This module is to be taught by an eminent visiting scholar appointed as William Lim Siew Wai Fellow in Cultural Studies in Asia for one semester. The content of the module will vary according to the specialised interests of the fellow. Past visiting fellows include Professor Maila Katrin Stivens, who taught 'Genders, Sexualities and Globalisation: Emerging Asian Perspectives', Professor Mike Featherstone, who taught 'Consumer Culture: Issues in Social and Cultural Theory', Professor Peter van der Veer, who taught 'Religion and the Asian City: Aspiration and Urbanization in the 21st Century', and Professor Meaghan Morris.


Elective Modules

This list of modules is drawn from existing modules offered across disciplines in FASS, their suitability will be reviewed periodically. New modules introduced by the different departments will also be considered at regular curriculum reviews. Students may also propose other modules to be read as electives, but should first discuss this with their supervisor.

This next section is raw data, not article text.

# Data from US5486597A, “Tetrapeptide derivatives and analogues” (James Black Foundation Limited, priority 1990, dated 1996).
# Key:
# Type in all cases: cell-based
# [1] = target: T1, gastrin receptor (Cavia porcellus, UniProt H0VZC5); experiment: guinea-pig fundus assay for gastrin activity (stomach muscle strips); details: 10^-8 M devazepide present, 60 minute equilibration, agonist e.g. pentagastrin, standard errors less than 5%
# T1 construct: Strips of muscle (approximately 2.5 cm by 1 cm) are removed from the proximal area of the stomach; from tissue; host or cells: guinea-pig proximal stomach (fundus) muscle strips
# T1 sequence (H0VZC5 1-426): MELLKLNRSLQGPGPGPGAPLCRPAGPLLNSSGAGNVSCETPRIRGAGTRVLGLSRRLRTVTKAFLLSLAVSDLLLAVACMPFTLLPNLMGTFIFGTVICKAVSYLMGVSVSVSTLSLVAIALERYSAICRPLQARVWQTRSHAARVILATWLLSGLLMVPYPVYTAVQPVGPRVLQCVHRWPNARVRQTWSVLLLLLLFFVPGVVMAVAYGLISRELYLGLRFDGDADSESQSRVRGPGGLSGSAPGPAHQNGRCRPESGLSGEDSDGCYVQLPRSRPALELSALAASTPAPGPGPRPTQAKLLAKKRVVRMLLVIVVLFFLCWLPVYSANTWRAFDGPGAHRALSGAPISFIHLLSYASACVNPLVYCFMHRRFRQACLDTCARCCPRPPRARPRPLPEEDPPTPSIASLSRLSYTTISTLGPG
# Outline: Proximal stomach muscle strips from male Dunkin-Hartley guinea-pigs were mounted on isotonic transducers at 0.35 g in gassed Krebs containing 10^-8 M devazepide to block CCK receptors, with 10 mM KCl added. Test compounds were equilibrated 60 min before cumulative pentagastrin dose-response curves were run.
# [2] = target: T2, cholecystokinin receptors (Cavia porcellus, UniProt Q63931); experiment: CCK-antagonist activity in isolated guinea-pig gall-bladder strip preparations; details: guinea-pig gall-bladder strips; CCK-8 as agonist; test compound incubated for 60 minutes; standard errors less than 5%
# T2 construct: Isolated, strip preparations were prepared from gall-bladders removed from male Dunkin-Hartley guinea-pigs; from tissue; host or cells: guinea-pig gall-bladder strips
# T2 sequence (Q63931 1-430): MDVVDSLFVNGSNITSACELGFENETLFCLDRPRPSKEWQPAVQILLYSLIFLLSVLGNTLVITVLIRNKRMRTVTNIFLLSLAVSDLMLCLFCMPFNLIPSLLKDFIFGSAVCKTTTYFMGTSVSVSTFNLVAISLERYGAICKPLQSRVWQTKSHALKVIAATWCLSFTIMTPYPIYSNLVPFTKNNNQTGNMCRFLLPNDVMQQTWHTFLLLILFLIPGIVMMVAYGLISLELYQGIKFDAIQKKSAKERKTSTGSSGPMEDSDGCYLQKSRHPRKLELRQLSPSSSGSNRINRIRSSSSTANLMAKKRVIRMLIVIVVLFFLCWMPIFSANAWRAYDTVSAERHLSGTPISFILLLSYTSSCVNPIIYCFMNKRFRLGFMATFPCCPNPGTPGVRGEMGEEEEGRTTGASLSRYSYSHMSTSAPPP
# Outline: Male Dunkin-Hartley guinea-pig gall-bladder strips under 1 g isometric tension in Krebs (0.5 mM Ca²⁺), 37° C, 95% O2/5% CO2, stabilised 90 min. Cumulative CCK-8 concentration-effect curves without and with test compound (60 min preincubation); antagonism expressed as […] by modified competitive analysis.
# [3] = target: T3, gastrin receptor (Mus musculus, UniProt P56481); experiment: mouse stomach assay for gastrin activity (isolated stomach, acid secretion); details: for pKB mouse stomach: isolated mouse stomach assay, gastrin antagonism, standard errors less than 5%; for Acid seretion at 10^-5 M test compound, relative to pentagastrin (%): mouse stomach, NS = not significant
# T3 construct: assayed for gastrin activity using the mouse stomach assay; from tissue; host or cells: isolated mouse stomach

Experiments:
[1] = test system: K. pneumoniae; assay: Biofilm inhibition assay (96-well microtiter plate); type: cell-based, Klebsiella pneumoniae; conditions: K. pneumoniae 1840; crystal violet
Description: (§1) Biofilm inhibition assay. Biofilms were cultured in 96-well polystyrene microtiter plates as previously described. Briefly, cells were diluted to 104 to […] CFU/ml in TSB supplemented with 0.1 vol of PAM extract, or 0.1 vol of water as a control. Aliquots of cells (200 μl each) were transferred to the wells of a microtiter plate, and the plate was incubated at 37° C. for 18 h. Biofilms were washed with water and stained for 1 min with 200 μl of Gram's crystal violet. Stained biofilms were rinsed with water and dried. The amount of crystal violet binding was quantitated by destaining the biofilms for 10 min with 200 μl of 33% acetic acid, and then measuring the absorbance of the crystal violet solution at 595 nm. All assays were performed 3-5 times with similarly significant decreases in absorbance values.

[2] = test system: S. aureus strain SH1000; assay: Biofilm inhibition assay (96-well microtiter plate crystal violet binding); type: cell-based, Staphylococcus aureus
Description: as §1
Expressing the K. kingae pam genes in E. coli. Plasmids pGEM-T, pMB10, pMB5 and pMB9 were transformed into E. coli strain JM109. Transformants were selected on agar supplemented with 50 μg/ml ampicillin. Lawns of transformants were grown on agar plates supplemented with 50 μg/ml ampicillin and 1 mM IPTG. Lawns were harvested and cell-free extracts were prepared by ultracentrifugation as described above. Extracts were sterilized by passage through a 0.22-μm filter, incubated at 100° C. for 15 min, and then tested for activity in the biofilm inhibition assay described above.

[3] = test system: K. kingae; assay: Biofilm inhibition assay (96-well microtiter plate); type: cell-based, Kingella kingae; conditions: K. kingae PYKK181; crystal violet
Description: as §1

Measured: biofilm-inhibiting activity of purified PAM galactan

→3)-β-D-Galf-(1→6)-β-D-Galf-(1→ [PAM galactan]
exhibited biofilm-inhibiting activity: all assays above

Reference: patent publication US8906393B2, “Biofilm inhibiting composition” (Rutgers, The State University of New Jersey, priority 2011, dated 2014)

Chinese Studies
CH6226 Chinese Literary Theories and Movements
CH6261 Chinese Studies in the West

English Language and Literature
EL5253 Textual Construction of Knowledge
EL6882 Topics in Language and Society
EN5231 Asian and Other Modernities
EN5232 Ideological Approaches to Literature
EN5234 The Postcolonial Novel in English
EN5252 Movies, Spectatorship and Subjectivity
EN6102 Advanced Critical Reading
TS5212 Asian International Cinema

GE5214 Southeast Asian Cultural Landscapes

HY5303 Problems in Cultural History
HY6206 Community Formation in SE Asia

Japanese Studies
JS5203 Japanese Literary and Performance Studies

Malay Studies
MS6201 Literature and Art in Malay Society
MS6204 Capitalism and Malay Culture

PH5650 Topics in Continental Philosophy

Communications and New Media
NM5218 Cultural Policy
NM6201 Communication as Culture

SC5209 Sociology of Everyday Life
SC5219 Tourism: Culture, Society and the Environment
SC6102 Sociological Theory and Social Reality